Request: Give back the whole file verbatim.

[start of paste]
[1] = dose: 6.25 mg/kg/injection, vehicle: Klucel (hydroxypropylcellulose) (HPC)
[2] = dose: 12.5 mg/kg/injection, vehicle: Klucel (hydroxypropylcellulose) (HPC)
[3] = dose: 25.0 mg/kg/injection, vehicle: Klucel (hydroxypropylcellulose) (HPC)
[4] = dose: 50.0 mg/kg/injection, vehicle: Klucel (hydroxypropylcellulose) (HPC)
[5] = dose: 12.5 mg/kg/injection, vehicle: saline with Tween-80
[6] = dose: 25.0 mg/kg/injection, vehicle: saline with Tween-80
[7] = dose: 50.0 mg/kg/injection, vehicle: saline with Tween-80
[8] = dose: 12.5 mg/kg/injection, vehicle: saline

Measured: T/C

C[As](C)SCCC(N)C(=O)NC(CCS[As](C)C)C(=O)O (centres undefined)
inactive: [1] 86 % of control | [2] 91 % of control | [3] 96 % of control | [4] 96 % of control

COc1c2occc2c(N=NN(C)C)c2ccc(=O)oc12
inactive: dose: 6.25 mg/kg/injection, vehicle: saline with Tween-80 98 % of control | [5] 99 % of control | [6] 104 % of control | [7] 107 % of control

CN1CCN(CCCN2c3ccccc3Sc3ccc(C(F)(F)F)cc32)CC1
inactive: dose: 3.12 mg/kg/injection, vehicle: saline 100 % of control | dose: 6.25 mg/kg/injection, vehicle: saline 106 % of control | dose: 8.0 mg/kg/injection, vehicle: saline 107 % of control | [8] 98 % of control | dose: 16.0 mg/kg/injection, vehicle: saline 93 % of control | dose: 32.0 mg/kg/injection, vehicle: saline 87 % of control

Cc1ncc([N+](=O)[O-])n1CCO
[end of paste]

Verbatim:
[1] = dose: 6.25 mg/kg/injection, vehicle: Klucel (hydroxypropylcellulose) (HPC)
[2] = dose: 12.5 mg/kg/injection, vehicle: Klucel (hydroxypropylcellulose) (HPC)
[3] = dose: 25.0 mg/kg/injection, vehicle: Klucel (hydroxypropylcellulose) (HPC)
[4] = dose: 50.0 mg/kg/injection, vehicle: Klucel (hydroxypropylcellulose) (HPC)
[5] = dose: 12.5 mg/kg/injection, vehicle: saline with Tween-80
[6] = dose: 25.0 mg/kg/injection, vehicle: saline with Tween-80
[7] = dose: 50.0 mg/kg/injection, vehicle: saline with Tween-80
[8] = dose: 12.5 mg/kg/injection, vehicle: saline

Measured: T/C

C[As](C)SCCC(N)C(=O)NC(CCS[As](C)C)C(=O)O (centres undefined)
inactive: [1] 86 % of control | [2] 91 % of control | [3] 96 % of control | [4] 96 % of control

COc1c2occc2c(N=NN(C)C)c2ccc(=O)oc12
inactive: dose: 6.25 mg/kg/injection, vehicle: saline with Tween-80 98 % of control | [5] 99 % of control | [6] 104 % of control | [7] 107 % of control

CN1CCN(CCCN2c3ccccc3Sc3ccc(C(F)(F)F)cc32)CC1
inactive: dose: 3.12 mg/kg/injection, vehicle: saline 100 % of control | dose: 6.25 mg/kg/injection, vehicle: saline 106 % of control | dose: 8.0 mg/kg/injection, vehicle: saline 107 % of control | [8] 98 % of control | dose: 16.0 mg/kg/injection, vehicle: saline 93 % of control | dose: 32.0 mg/kg/injection, vehicle: saline 87 % of control

Cc1ncc([N+](=O)[O-])n1CCO